New car review: Toyota GR Yaris
GR tweaks add some serious growl to Toyota’s diminutive Yaris hatch.
It’s not often that a car company kicks such a goal with a new vehicle that it needs to stop taking orders because it can’t keep up with demand.
But this is precisely what’s happened with Toyota and its breakout star of 2020-21, the GR Yaris hatch.
For motoring enthusiasts in the know, the letters GR when affixed to the rump of a Toyota signify something decidedly spicier than the brand’s mainstream fare.
The initials are a nod to Toyota’s highly regarded motorsport division, known since 2015 as Gazoo Racing.
The resulting transfer of engineering skills forged in competition such as the World Rally Championship give Toyota a sports-focused road car division to rival Nissan’s Nismo and Hyundai’s N division.
Here in Australia the GR family of sports models currently has but two members – the GR Supra and the GR Yaris – with a third sibling, the GR 86, having made its global debut in Japan earlier this year.
Toyota Australia has since said that launch timing for the GR 86 will be announced in the fourth quarter of 2021, meaning it's unlikely the sports coupe will hit Australian showrooms before 2022.
That’s not great news for fans of GR-enhanced Toyota’s, given that the company also recently announced a temporary pause (from July 1) on taking orders for the GR Yaris.
The extraordinary popularity of the pint-sized pocket rocket has seen the Japanese giant struggle to keep pace with demand.
The company said that, to date, approximately 1700 GR Yaris vehicles have been delivered to customers in Australia and that it will continue to negotiate to secure more supply and announce further details, including a hoped-for reopening of the order book.
"The GR Yaris is a fan favourite with enthusiasts, and we are pleased that we have been able to ignite the performance-car market. This vehicle continues to exceed expectations and we look forward to continuing our momentum with the GR brand in Australia," said Toyota Australia's Vice-President Sales, Marketing and Franchise Operations Sean Hanley.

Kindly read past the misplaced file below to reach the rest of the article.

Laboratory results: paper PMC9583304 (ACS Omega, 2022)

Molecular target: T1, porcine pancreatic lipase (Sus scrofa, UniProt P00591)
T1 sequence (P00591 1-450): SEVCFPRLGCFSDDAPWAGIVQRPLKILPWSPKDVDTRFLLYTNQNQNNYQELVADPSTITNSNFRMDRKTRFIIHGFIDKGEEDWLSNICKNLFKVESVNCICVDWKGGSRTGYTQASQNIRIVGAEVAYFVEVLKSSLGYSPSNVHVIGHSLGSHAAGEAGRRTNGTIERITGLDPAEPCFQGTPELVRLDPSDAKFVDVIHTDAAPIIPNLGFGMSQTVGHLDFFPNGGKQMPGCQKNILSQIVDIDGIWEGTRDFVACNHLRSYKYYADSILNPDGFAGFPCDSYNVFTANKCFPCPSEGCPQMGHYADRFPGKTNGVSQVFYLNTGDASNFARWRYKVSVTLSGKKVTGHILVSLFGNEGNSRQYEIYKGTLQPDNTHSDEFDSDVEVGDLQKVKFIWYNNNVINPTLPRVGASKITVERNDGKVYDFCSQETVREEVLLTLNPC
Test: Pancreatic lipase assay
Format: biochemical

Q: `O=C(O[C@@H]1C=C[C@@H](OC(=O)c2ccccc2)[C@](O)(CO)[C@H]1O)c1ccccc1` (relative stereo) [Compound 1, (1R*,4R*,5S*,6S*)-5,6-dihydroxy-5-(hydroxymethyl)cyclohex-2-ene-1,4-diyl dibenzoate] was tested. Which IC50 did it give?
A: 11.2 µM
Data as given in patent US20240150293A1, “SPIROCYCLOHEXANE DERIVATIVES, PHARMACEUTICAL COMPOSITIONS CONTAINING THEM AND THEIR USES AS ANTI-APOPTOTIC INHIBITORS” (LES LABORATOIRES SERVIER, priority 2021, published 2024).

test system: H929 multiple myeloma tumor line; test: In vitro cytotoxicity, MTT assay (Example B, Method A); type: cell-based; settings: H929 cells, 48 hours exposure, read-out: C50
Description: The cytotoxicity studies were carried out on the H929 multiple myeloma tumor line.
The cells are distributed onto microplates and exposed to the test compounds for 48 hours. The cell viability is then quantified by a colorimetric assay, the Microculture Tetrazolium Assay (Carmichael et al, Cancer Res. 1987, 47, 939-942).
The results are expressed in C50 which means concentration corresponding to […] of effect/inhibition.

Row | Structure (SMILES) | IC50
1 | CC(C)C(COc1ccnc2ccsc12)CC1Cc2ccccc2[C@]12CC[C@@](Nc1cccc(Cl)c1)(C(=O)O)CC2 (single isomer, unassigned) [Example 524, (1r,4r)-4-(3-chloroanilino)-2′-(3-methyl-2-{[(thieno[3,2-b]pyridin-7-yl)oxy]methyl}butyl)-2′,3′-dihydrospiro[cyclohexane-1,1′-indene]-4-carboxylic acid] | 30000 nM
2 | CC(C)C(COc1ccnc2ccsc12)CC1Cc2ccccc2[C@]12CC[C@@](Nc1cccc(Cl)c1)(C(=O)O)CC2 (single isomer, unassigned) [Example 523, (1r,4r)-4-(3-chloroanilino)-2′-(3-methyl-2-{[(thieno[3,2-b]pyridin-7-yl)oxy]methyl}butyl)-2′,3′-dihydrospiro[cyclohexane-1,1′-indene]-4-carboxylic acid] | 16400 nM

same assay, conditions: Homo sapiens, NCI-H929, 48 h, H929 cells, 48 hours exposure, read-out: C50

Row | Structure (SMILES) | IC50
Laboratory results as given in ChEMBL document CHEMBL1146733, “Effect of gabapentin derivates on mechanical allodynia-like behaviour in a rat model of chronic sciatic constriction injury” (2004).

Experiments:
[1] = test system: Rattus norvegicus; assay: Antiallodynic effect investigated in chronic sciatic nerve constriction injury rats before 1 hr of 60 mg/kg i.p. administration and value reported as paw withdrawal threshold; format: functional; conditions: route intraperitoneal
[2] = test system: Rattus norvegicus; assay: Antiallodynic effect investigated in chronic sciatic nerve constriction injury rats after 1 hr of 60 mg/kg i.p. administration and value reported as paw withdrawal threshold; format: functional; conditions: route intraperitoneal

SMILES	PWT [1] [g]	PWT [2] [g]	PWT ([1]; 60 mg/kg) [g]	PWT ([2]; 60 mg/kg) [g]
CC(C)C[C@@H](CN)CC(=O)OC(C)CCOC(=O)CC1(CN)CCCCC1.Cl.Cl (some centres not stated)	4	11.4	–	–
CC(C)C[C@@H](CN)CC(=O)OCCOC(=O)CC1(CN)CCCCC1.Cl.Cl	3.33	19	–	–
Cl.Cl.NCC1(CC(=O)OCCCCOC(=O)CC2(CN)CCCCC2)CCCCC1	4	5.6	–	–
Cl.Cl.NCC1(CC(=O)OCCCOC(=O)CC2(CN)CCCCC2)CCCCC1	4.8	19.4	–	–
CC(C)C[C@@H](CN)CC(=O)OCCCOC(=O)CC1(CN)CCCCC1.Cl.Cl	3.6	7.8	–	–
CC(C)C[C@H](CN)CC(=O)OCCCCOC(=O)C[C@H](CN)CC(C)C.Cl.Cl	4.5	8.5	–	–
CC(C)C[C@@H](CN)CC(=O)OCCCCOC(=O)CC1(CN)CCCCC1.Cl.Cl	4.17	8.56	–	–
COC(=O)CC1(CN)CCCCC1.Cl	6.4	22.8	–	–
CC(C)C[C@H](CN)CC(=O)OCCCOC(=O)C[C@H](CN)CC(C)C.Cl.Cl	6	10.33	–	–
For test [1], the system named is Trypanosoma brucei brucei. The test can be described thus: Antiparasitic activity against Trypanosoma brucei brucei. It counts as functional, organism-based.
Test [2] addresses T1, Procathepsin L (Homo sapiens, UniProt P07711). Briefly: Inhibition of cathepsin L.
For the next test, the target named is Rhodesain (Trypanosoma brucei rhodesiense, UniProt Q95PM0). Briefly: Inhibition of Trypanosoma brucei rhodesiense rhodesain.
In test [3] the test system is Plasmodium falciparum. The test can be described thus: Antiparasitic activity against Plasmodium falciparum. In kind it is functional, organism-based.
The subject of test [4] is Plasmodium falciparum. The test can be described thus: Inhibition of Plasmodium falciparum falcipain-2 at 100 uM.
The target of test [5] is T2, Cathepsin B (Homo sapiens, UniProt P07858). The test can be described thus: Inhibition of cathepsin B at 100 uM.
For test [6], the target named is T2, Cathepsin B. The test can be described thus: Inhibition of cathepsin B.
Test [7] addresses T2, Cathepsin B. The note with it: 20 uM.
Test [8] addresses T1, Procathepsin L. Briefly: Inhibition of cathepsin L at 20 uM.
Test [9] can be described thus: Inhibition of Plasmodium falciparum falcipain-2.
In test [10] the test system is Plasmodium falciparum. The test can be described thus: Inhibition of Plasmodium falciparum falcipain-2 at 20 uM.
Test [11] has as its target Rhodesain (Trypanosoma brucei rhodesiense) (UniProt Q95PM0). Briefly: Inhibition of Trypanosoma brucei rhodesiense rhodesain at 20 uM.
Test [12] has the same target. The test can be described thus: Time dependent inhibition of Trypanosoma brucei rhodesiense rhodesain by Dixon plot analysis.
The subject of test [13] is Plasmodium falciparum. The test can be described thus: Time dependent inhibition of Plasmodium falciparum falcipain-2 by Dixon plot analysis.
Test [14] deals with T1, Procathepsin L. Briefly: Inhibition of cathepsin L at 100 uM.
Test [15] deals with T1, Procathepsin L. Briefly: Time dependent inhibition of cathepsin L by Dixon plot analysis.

With the initial batch of 1000 Australia-delivered GR Yaris snapped up late last year by canny buyers at what now looks like a bargain $39,950 drive-away price, enthusiasts were still seemingly happy to part with the revised list price of $49,500 plus on roads, before Toyota hit pause on taking orders.
That’s around $54k on the road, or serious quids for a compact hatch no matter how much the sizzle. But it speaks to the unbridled popularity of the diminutive performance model that the steep price point couldn’t halt its popularity.
If you wanted to open the wallet wider still, speaking retrospectively given all the above, you could go the whole hog and order the special-edition Rallye version, featuring circuit-tuned suspension, front and rear Torsen LSDs, higher performance wheels and tyres, and a range of other lightweight, go-fast components, all for $54,500 plus on roads.
At such prices, the GR Yaris twins are keeping company with some notable hot hatch rivals, including the Hyundai i30 N Performance, VW Golf GTI, Ford Focus ST, Renault Megane RS, Subaru WRX and STi, and the Honda Civic Type R.
While the GR is clearly part of the Yaris family, it’s underpinned by a dedicated platform that’s able to accommodate a new suspension design and Toyota’s compact and light GR-Four permanent all-wheel-drive system.
The new platform is something of a Frankenstein of engineering, marrying together the front end of the Yaris GA-B platform and the rear of the GA-C platform from Corolla.
It comes sheathed in a bespoke three-door hatch body that shares just three items – headlights, taillights, and mirrors – with its run-of-the-mill namesake.
The GR is also lower, wider and sits on a wider track than the standard Yaris.
Other nods to its performance focus include a lightweight carbon-fibre polymer roof, designed to keep its centre of gravity low, and lightweight aluminium bonnet, tailgate, and frameless doors.
These and other weight reduction techniques keep kerb mass to a decently svelte 1280kg.
With its low, squat stance, flared fenders, black 18-inch Enkei cast-alloy wheels, dual exhaust outlets, and sporty body enhancements, the GR Yaris looks like a hatch that’s been hitting the weights room at every chance, and possibly swinging via the medicine cabinet enroute.
The muscle-bound hatch is no stripper inside, however, and its standard equipment list includes dual climate control, reversing camera, keyless entry and start, LED headlights, head-up display, rear privacy glass, six airbags and a suite of Toyota Safety Sense driver assistance features.